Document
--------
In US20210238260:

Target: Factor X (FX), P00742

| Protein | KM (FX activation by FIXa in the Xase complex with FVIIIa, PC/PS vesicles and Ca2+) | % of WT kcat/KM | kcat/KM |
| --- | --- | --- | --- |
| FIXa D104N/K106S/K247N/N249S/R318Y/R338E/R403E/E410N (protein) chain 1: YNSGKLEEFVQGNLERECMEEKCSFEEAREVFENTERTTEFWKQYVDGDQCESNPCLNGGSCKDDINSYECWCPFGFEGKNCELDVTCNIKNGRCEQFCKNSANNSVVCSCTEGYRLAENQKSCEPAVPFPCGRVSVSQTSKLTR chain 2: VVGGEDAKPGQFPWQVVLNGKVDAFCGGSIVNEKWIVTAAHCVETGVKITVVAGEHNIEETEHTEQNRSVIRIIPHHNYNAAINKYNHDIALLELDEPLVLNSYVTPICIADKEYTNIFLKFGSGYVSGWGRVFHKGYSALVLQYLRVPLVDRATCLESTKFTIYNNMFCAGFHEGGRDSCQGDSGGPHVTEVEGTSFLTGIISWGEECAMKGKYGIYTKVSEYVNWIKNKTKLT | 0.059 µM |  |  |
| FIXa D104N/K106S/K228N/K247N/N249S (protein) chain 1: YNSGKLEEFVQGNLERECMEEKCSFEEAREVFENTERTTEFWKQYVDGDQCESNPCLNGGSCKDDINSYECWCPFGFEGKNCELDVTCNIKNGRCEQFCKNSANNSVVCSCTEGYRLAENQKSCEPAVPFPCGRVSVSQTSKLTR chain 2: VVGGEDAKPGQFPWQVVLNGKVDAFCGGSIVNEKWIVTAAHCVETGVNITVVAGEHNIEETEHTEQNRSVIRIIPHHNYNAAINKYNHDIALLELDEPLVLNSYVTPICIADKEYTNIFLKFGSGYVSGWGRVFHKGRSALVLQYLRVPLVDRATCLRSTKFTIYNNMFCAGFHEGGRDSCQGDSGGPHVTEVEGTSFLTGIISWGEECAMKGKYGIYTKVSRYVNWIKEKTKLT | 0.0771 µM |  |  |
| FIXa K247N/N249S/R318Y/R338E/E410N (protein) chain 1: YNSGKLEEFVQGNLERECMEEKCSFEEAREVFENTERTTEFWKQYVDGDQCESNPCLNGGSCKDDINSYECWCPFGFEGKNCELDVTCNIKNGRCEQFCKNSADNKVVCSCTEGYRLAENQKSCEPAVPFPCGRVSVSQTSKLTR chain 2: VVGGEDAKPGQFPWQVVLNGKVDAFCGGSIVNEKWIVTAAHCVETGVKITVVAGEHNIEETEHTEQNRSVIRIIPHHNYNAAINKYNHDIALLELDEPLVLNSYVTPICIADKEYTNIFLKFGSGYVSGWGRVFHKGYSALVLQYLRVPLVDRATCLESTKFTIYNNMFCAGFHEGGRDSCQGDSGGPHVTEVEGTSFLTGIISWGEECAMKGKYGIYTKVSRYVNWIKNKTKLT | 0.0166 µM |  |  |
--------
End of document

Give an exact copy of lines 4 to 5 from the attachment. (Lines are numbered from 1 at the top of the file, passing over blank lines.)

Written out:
| --- | --- | --- | --- |
| FIXa D104N/K106S/K247N/N249S/R318Y/R338E/R403E/E410N (protein) chain 1: YNSGKLEEFVQGNLERECMEEKCSFEEAREVFENTERTTEFWKQYVDGDQCESNPCLNGGSCKDDINSYECWCPFGFEGKNCELDVTCNIKNGRCEQFCKNSANNSVVCSCTEGYRLAENQKSCEPAVPFPCGRVSVSQTSKLTR chain 2: VVGGEDAKPGQFPWQVVLNGKVDAFCGGSIVNEKWIVTAAHCVETGVKITVVAGEHNIEETEHTEQNRSVIRIIPHHNYNAAINKYNHDIALLELDEPLVLNSYVTPICIADKEYTNIFLKFGSGYVSGWGRVFHKGYSALVLQYLRVPLVDRATCLESTKFTIYNNMFCAGFHEGGRDSCQGDSGGPHVTEVEGTSFLTGIISWGEECAMKGKYGIYTKVSEYVNWIKNKTKLT | 0.059 µM |  |  |